Anyone who knows Debra Lee Baldwin is aware of her extraordinary prowess as an author, writer, photographer, and artist. As a co-contributor at KapliPRO for 4 years, I’ve had the good fortune to develop a professional relationship and friendship with her. Not only is Debra Lee all of the above, but she is also a kind and generous individual. In this discussion, she talks about her newly published book, Succulents Simplified ~ it is a work of art. Fran Sorin
1. Can you share where your passion for succulents began and how it developed over the years?
I grew up with succulents in dry gardens in Southern CA and never thought of the plants as special. They were what people grew if they couldn’t afford automatic irrigation. If you neglected to hose-water, the succulents usually survived, at least the big, mature ones did—agaves, jade and prickly pear were bulletproof. Later, I planted cuttings from my parents’ garden in my own, and succulents proved to be the least trouble. But I was much more enthralled with cannas and roses. Then several things coalesced: the seemingly endless CA drought; more varieties of succulents than ever before; and a realization on the part of the gardening public that flower or tropical gardens may be unwise in terms of time, water and aesthetics over the long run. Rosette and sculptural succulents were what forward-thinking designers were installing. After seeing my scouting shots of many such gardens, my Sunset editor suggested I write a book. Designing with Succulents, the first in the trilogy, came out in 2007.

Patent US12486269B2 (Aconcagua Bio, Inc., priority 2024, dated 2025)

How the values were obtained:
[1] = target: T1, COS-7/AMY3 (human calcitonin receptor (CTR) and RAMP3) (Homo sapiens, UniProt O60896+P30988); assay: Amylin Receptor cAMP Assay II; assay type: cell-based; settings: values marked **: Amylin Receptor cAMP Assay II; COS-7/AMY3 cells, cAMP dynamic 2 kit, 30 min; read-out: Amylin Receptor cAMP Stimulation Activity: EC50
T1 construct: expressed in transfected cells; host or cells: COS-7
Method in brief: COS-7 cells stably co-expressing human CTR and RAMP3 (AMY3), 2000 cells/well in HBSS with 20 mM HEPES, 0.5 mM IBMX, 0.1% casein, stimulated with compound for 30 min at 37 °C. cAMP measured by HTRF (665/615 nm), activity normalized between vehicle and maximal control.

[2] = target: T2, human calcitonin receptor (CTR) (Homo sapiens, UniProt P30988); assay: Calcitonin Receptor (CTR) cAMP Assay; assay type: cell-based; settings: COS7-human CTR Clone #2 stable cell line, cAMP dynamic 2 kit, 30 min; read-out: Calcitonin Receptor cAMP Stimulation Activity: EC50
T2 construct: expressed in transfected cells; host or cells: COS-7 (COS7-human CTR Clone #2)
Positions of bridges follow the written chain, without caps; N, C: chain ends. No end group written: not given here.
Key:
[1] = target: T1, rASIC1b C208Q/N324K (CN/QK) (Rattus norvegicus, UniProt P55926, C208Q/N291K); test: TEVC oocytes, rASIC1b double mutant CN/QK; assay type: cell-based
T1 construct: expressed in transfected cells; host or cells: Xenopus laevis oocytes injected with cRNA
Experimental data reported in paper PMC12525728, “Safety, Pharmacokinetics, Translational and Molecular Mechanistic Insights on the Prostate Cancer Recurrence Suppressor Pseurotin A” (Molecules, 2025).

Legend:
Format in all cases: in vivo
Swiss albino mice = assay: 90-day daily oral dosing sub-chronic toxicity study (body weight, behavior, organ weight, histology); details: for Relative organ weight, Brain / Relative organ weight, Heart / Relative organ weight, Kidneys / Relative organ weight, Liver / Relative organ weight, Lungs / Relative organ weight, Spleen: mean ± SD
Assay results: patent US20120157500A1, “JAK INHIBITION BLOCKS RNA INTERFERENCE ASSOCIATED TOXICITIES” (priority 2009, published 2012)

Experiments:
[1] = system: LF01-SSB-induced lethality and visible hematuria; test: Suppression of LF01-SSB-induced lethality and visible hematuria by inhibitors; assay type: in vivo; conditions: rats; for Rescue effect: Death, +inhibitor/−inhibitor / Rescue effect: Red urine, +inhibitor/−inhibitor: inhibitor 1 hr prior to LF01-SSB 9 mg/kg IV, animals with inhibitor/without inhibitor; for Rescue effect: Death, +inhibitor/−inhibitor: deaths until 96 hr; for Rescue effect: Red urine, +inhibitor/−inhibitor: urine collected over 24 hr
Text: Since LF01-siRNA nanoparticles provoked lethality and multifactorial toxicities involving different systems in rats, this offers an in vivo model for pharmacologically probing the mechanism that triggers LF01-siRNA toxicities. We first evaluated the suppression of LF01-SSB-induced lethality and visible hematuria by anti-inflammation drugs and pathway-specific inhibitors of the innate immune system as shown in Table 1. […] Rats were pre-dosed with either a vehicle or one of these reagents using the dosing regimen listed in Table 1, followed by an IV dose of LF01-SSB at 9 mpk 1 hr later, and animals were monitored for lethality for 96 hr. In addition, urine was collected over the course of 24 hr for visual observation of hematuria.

2. You’ve written 2 best-selling books on succulents. You call your newly released book, Succulents Simplified, a “prequel” to your other two books. Can you explain why?
It has to do with Timber Press, the leading publisher of gardening books in the US. As recently as 2005, when I was researching my first book, Timber’s market was the scholarly gardener. Timber’s Author’s Guidelines discouraged the use of common names. I couldn’t (could not) use contractions, which flew in the face of the journalistic style I’d tried to perfect. Now, thanks to bloggers and social media, gardeners expect an informal style and common names. To attract such readers, books need to offer cut-to-the chase text in bullet-point lists, sidebars, boxes and brief bites of easily digested information. In other words, a more journalistic style.
3. A large chunk of the book is ‘how to’ projects that showcase succulents. The projects are a feast for the eyes ~ a few questions-
~When did the trend for these ‘tapestry – jewel like’ succulent creations begin?
I first became aware of them in books by Thomas Hobbs, a florist and nursery owner in Vancouver, BC: The Jewel Box Garden (2004) and Shocking Beauty (1999).
~ For beginners, which ones would you suggest trying?
The difficulty level of each project is given alongside it’s title; i.e. easy, advanced and challenging. One to start with might be the low-light indoor container garden.
4. Do you think gardeners are aware of the benefits of succulents? Can you share them with us?
If attendees at my presentations are any indication, there’s no question gardeners are more aware of succulents than ever before.
From my website, succulents are popular because…
…they’re a good lawn alternative…they’re fire-resistant and fire-retardant…they’re simple to cultivate and propagate…they require minimal maintenance…they range in size from ground covers to trees…many have geometric shapes…they add interest to gardens large and small…leaves and stems come in every color including blue…they’re intriguing year-round…most produce long-lasting, vivid flowers…new cultivars are being introduced all the time…they’re more readily available than ever before…they’re highly collectible.
5. A lot of gardeners who live in colder climates still think of succulents as plants for hot, arid climates. How would you suggest that they begin to incorporate them into their landscape or home? Are there certain cold hardy specimens that you would recommend?